Transforming Auto Claims
Claims maturity follows a three-stage model.
- Bill Pieroni
- October 2020
Over the last 10 years, personal auto insurance rates have decreased in real terms, while the industry has experienced deteriorating combined ratios, primarily driven by loss expenses. On average, auto insurers have spent roughly 77 cents of every premium dollar on claims—yet less than 2.5% of premium annually on claims technology.
Some insurers, however, have recognized the value potential of claims transformation, and have invested to achieve superior levels of “claims maturity.” By developing key claims capabilities and aligning business and claims strategies, these initiatives have overwhelmingly driven positive financial outcomes. In fact, insurers with high levels of claims maturity achieved combined ratios nearly 5% better than the industry average.
ACORD recently studied the 200 largest U.S. P/C insurers, focusing on those with personal auto as the largest part of their book. We classified them by financial performance as Superior, Market Average, or Inferior carriers. We found that virtually all of the Superior performers—and none of the Inferior—had achieved claims maturity through thoughtful, disciplined transformation. Superior insurers demonstrated pure loss expense ratios over 20% lower than the industry as a whole, accompanied by 3% lower loss adjustment expense.
Achieving and sustaining claims maturity follows a three-stage model. First, the baseline is ensuring compliance with contractual and regulatory requirements. Next, transformation efforts focus on the optimization of all three capability components—process, organization and technology. Finally, successful insurers achieve full alignment of strategic intent and capabilities. At this level of maturity, they have implemented an overall business strategy and a complementary, aligned claims strategy, enabled by digital transformation.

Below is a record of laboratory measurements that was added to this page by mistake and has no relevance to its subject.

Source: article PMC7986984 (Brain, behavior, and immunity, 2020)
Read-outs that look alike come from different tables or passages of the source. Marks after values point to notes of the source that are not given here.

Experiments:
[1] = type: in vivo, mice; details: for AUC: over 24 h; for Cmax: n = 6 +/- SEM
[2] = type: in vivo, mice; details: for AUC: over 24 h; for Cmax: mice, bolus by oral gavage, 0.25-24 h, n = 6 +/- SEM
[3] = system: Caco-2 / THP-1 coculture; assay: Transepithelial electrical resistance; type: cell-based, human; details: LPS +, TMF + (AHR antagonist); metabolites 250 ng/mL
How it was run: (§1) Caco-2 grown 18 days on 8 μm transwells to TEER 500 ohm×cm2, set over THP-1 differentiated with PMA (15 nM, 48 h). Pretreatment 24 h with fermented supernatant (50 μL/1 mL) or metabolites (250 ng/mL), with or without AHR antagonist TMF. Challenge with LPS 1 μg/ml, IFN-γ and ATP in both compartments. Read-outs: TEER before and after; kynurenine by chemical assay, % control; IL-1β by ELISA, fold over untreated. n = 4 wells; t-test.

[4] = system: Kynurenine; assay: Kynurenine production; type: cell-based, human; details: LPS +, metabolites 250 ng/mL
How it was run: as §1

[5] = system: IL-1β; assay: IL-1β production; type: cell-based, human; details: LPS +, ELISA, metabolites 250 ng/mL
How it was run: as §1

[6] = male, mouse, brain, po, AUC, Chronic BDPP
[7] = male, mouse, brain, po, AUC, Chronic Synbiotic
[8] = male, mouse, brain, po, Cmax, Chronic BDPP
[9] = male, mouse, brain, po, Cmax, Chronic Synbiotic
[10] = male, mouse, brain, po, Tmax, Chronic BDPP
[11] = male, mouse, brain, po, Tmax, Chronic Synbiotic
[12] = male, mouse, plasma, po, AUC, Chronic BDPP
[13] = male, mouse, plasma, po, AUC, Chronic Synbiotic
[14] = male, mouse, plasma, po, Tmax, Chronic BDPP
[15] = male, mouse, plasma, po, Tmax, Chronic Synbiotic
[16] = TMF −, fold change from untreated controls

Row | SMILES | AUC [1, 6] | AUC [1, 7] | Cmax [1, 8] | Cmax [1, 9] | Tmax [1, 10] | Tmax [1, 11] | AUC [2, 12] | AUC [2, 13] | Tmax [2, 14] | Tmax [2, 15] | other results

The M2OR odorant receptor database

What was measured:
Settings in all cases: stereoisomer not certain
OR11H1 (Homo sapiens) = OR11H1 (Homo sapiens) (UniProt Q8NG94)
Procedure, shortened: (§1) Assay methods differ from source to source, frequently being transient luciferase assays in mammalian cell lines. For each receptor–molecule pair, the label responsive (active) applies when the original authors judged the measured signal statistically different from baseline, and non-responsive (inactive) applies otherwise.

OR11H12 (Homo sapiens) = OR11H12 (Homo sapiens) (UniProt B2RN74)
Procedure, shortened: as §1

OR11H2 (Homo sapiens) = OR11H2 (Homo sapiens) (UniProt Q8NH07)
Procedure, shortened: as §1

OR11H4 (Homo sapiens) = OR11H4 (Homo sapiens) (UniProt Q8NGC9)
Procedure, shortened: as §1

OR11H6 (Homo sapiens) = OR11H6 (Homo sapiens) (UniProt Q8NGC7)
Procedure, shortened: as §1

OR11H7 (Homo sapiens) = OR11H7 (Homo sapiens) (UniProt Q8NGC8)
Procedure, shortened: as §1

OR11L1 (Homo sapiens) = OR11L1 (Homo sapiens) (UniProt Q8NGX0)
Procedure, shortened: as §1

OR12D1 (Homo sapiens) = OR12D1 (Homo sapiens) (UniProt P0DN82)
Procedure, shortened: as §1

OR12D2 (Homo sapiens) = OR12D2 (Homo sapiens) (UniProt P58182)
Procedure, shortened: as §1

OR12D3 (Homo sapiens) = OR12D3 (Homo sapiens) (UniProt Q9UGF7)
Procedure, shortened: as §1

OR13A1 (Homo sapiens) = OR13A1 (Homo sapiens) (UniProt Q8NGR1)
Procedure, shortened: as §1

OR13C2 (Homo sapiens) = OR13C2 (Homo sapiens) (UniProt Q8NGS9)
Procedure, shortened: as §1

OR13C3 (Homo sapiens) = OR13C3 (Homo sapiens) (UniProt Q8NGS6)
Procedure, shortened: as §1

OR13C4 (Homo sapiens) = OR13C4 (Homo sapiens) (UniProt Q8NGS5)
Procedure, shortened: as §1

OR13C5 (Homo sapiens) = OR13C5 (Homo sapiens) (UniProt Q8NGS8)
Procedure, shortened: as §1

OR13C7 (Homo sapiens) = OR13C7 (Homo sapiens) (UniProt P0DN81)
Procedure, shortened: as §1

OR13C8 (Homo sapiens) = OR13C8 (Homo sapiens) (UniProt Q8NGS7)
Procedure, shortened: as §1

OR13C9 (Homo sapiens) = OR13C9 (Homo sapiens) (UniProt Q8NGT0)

Insurers often choose to focus on one or more of the fundamental overall strategic options: Operational Excellence, Customer Intimacy, Product Leadership, and Innovation. Their strategies for handling claims in particular can be segmented into three categories:
• Service-oriented Accepting higher loss expenses to support higher levels of customer satisfaction, retention, and cross-sell.
• Balanced Adopting a fair approach and hewing to a middle ground, balancing customer satisfaction goals with loss cost targets.
• Conservative Prioritizing lower loss expenses through stricter claims handling.
The most common combination among Superior performers was Customer Intimacy with a Service-oriented strategy. These insurers viewed claims not as a necessary evil, but as an opportunity to enhance customer loyalty and retention.
The best loss ratios, however, were associated with Product Leadership and a Balanced claims strategy. By offering highly targeted and differentiated auto policies, these insurers were able to adopt a somewhat stricter approach to claims, without negatively impacting net results.
The lowest-performing combination was an Operational Excellence business strategy—put bluntly, price competition—coupled with a Conservative claims strategy. With significant pricing pressures in the marketplace, and thin auto margins, these insurers were unable to exploit operational efficiencies enough to overcome customers' dissatisfaction with their parsimonious claims philosophy.
Success in claims transformation is neither easily achieved nor sustained. Ten years ago, 26% of insurers qualified as Superior performers in personal lines—in the last three years, this has fallen to 16%. Transformation requires vigilance, discipline and ongoing investment to maintain competitive advantage. For auto writers who achieve and maintain claims maturity the benefits are material.